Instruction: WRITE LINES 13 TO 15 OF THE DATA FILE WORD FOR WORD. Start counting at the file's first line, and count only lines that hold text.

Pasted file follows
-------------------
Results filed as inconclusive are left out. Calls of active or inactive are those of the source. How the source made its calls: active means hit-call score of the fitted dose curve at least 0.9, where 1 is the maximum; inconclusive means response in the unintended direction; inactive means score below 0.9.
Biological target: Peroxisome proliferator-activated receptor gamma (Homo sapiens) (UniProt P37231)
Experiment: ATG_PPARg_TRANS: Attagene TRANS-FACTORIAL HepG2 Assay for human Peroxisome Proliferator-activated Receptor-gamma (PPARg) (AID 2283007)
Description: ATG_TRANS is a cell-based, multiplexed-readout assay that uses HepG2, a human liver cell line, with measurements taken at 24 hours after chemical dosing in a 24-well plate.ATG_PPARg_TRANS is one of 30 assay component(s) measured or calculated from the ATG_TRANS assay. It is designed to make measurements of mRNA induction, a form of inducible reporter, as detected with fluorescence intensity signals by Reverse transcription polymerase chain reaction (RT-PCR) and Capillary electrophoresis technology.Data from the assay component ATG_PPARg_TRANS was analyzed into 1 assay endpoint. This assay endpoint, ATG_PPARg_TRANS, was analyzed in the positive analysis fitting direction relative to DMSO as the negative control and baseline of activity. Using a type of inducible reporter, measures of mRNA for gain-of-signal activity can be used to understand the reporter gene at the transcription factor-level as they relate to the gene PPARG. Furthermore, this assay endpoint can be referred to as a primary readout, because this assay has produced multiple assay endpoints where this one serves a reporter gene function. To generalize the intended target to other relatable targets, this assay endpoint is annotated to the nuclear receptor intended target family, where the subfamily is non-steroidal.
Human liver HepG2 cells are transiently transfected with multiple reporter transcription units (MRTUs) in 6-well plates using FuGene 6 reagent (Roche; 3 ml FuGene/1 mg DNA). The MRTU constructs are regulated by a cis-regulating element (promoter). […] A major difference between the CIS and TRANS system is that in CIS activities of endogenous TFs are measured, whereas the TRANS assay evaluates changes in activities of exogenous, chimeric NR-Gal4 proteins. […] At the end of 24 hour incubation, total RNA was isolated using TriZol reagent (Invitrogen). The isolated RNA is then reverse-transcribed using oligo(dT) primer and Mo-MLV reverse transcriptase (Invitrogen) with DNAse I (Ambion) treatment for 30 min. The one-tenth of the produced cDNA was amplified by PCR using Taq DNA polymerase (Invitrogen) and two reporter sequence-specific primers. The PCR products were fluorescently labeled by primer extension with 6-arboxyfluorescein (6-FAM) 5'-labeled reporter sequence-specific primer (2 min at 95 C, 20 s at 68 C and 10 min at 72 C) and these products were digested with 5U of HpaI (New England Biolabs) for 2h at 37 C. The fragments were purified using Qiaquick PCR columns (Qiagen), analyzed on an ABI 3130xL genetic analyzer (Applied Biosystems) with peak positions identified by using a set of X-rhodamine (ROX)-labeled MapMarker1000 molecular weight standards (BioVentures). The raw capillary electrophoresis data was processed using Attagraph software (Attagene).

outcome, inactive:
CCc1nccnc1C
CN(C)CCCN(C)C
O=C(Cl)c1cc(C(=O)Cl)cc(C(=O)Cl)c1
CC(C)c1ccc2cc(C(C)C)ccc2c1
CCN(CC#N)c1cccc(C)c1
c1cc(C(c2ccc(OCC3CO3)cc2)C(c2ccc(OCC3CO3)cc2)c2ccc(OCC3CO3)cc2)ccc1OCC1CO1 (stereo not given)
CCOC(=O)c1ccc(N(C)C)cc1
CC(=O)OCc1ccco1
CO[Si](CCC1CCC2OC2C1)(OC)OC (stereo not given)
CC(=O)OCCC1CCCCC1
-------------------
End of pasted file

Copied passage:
CCOC(=O)c1ccc(N(C)C)cc1
CC(=O)OCc1ccco1
CO[Si](CCC1CCC2OC2C1)(OC)OC (stereo not given)